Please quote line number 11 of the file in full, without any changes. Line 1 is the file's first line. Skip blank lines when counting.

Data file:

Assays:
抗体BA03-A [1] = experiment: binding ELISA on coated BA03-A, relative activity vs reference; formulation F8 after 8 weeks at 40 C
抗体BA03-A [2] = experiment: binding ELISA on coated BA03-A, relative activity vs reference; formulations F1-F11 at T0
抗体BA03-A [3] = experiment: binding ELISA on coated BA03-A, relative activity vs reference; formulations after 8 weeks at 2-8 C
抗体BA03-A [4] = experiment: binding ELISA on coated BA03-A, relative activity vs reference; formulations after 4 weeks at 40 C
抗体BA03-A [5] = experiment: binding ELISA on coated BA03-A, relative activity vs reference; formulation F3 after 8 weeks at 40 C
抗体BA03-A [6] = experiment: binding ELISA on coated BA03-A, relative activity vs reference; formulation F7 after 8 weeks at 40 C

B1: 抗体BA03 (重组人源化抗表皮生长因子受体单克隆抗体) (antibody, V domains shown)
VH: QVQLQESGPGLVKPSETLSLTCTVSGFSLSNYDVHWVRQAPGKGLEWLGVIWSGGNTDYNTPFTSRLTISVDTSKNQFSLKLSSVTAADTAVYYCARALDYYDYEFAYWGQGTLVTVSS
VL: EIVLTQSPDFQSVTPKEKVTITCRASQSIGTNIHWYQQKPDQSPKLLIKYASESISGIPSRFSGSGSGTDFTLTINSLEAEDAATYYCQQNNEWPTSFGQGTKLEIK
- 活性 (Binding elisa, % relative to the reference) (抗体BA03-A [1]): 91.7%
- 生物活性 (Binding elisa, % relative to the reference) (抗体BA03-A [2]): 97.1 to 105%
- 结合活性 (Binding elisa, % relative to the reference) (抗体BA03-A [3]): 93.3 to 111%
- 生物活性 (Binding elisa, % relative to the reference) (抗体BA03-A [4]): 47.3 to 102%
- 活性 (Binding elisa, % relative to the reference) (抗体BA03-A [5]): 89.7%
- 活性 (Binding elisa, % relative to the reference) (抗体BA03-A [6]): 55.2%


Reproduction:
- 活性 (Binding elisa, % relative to the reference) (抗体BA03-A [1]): 91.7%